The Department of Education intends to scrap provisions that allow the Catholic church to bypass employment laws and appoint nuns and priests of their choosing to State jobs in schools in Ireland.
This is an extraordinary derogation.
It is highly unlikely that any other group in Irish society has been granted such power to bypass employment and equality legislation when it comes to making important appointments.
But the fact that these appointments are for public sector jobs, with salaries paid by the taxpayer, makes the matter even more noteworthy.
It highlights once again the great power that the Catholic church continues to hold within the education system in Ireland.
The Department of Education says that only "a handful" of appointments to principal have been made in this way in recent years.
It is probable that only a handful of teachers have been appointed in this way too.
But it is the fact that the right exists that is important, and many would argue that even "a handful" is too much.
One of those handful of appointments was the principalship of St Flannan's College in Ennis.
St Flannan's is a huge school, with almost 1,200 pupils, and the salary attached to that job is worth at least €100,000.
One can be certain that there will have been more than a handful of highly-qualified and experienced teachers who were upset to discover that such a prime post in the Irish education world was not opened up to the normal transparent and competitive appointment process.
The decline in vocations means that there are now very few nuns or priests or brothers available to take up teaching posts in schools, but there is currently nothing to stop the Catholic church bringing in personnel from abroad to train as teachers and go on to teach in and run Irish schools, with salaries paid by the Irish State.
The church's derogation applies not just to hiring, but also to firing.
The agreements governing primary and second level are slightly different but they both make clear that teachers appointed in this way can be removed, at the sole discretion of the church authorities, not the State or even the school's Board of Management.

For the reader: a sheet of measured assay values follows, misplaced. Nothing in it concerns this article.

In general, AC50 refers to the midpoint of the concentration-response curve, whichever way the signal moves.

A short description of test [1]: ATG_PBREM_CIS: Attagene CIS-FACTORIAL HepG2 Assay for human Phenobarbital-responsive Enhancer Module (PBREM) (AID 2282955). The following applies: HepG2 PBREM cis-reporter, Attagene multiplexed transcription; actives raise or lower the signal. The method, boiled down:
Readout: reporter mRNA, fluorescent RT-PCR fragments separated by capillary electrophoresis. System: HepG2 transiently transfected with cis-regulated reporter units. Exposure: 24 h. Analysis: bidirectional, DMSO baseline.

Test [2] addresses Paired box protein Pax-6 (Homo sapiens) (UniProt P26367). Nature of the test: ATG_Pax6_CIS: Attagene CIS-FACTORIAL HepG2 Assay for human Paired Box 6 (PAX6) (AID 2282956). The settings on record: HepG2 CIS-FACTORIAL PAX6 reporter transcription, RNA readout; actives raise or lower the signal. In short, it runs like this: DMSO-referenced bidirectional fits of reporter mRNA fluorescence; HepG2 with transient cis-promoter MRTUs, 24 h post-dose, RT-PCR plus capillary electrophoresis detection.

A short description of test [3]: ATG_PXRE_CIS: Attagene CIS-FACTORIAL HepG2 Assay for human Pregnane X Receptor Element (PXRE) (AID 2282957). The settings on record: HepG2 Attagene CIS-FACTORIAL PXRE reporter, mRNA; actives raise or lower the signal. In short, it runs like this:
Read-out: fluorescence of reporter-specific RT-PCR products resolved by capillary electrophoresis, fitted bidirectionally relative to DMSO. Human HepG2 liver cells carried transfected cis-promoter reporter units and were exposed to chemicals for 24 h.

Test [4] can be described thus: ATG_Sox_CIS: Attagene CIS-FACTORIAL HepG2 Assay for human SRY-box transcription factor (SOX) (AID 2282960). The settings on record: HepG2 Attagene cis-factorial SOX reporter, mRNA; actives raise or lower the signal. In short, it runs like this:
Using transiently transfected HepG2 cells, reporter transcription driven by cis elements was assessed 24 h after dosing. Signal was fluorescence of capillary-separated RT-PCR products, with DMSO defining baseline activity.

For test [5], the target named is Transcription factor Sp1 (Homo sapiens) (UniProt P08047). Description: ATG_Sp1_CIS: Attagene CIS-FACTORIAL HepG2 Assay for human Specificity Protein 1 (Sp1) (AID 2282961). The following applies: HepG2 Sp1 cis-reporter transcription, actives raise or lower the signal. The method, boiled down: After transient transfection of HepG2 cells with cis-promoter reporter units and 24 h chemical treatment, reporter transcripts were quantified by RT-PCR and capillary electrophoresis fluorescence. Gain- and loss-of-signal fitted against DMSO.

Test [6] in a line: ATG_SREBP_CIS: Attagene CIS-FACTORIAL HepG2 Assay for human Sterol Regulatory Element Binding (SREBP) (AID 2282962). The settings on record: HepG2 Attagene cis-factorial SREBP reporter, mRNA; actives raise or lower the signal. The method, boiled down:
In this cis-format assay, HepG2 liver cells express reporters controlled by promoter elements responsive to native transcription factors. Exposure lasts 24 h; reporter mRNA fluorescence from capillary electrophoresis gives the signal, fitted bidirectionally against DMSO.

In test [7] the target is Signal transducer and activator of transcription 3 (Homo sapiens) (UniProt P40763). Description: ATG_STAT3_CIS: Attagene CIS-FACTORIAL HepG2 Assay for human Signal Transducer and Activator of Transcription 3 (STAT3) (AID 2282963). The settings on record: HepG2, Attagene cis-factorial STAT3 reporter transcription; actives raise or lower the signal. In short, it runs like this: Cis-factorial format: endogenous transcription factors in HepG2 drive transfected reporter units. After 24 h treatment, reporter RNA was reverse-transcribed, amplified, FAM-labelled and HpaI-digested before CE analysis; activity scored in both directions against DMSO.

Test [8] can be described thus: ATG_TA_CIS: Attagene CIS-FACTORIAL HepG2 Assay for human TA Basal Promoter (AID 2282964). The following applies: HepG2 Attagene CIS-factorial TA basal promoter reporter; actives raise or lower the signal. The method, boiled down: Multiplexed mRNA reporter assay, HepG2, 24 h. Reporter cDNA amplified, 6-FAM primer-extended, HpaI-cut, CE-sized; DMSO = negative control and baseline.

So if a priest or a nun teaching in an Irish school falls foul of their religious superiors, they risk losing their livelihood, and it appears that they have no protection in Irish employment law.
One wonders what the Workplace Relations Commission would make of this.
There is one other interesting feature.
These agreements cannot be dismissed as historical hangovers; a quirk from the distant past that has been somehow overlooked until now.
The evidence is that what were pre-existing and possibly less formal arrangements have been reiterated in recent years.
The current agreement which allows the Catholic church to freely appoint nuns and brothers of its choosing to primary schools is just two years old.
It is buried in an appendix attached to the Governance Manual for Primary Schools which was signed off on by then minister for education Jan O'Sullivan in September of 2015.
The agreement governing secondary schools is contained in regulations published by the Department of Education in 1998.
But now that the matter has come to light Minister for Education Richard Bruton appears determined to address it.
The statement from his spokesperson is unequivocal.
He has asked officials to move "to immediately rectify matters, so that all posts are filled by open competition".
Speaking informally, one person at the department described the practice as "totally unacceptable".
RTÉ News understands that a review will be carried out early in the New Year with a view to getting rid of the exemptions.
As to how the church will respond, last night a spokesperson for the bishops called the provisions "historical" and "seldom used" in recent years.
He said the bishops would have "no difficulty" if the minister wished to remove them.
The Le Chéile trust, which runs a large number of schools, has also said that it would have no problem with the removal of the provisions.